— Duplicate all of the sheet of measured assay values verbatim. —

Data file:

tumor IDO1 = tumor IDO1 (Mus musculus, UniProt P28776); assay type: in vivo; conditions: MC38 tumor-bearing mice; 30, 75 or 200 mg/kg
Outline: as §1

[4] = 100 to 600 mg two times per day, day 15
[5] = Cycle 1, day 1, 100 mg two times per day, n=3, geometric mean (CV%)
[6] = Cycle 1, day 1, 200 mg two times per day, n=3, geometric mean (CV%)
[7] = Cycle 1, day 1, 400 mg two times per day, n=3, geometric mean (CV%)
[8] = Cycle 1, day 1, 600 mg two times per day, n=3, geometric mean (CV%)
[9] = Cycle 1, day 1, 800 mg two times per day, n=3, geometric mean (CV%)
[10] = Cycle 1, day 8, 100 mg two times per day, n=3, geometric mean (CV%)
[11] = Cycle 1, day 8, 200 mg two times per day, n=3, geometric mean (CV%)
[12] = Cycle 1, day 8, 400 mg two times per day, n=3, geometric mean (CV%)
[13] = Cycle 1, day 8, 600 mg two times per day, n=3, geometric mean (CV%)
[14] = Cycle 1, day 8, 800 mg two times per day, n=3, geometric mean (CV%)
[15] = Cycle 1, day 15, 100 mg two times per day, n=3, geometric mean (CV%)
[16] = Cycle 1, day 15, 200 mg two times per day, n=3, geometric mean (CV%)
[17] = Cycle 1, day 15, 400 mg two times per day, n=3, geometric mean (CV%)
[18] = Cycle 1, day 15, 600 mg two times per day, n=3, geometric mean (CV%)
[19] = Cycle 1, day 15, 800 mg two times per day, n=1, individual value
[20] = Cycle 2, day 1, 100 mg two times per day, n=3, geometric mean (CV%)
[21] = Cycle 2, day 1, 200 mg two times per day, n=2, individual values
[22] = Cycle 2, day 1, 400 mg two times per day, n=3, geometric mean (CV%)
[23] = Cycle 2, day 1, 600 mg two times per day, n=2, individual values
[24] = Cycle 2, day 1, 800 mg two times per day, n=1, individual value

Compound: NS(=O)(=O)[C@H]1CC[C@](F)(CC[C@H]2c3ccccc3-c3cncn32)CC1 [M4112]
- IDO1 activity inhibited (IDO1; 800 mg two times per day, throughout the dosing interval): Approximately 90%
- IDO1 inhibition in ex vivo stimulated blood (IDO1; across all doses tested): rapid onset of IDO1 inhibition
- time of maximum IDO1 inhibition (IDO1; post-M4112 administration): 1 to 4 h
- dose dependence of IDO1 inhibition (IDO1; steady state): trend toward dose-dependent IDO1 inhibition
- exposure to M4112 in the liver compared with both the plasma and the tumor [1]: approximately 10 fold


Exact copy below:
tumor IDO1 = tumor IDO1 (Mus musculus, UniProt P28776); assay type: in vivo; conditions: MC38 tumor-bearing mice; 30, 75 or 200 mg/kg
Outline: as §1

[4] = 100 to 600 mg two times per day, day 15
[5] = Cycle 1, day 1, 100 mg two times per day, n=3, geometric mean (CV%)
[6] = Cycle 1, day 1, 200 mg two times per day, n=3, geometric mean (CV%)
[7] = Cycle 1, day 1, 400 mg two times per day, n=3, geometric mean (CV%)
[8] = Cycle 1, day 1, 600 mg two times per day, n=3, geometric mean (CV%)
[9] = Cycle 1, day 1, 800 mg two times per day, n=3, geometric mean (CV%)
[10] = Cycle 1, day 8, 100 mg two times per day, n=3, geometric mean (CV%)
[11] = Cycle 1, day 8, 200 mg two times per day, n=3, geometric mean (CV%)
[12] = Cycle 1, day 8, 400 mg two times per day, n=3, geometric mean (CV%)
[13] = Cycle 1, day 8, 600 mg two times per day, n=3, geometric mean (CV%)
[14] = Cycle 1, day 8, 800 mg two times per day, n=3, geometric mean (CV%)
[15] = Cycle 1, day 15, 100 mg two times per day, n=3, geometric mean (CV%)
[16] = Cycle 1, day 15, 200 mg two times per day, n=3, geometric mean (CV%)
[17] = Cycle 1, day 15, 400 mg two times per day, n=3, geometric mean (CV%)
[18] = Cycle 1, day 15, 600 mg two times per day, n=3, geometric mean (CV%)
[19] = Cycle 1, day 15, 800 mg two times per day, n=1, individual value
[20] = Cycle 2, day 1, 100 mg two times per day, n=3, geometric mean (CV%)
[21] = Cycle 2, day 1, 200 mg two times per day, n=2, individual values
[22] = Cycle 2, day 1, 400 mg two times per day, n=3, geometric mean (CV%)
[23] = Cycle 2, day 1, 600 mg two times per day, n=2, individual values
[24] = Cycle 2, day 1, 800 mg two times per day, n=1, individual value

Compound: NS(=O)(=O)[C@H]1CC[C@](F)(CC[C@H]2c3ccccc3-c3cncn32)CC1 [M4112]
- IDO1 activity inhibited (IDO1; 800 mg two times per day, throughout the dosing interval): Approximately 90%
- IDO1 inhibition in ex vivo stimulated blood (IDO1; across all doses tested): rapid onset of IDO1 inhibition
- time of maximum IDO1 inhibition (IDO1; post-M4112 administration): 1 to 4 h
- dose dependence of IDO1 inhibition (IDO1; steady state): trend toward dose-dependent IDO1 inhibition
- exposure to M4112 in the liver compared with both the plasma and the tumor [1]: approximately 10 fold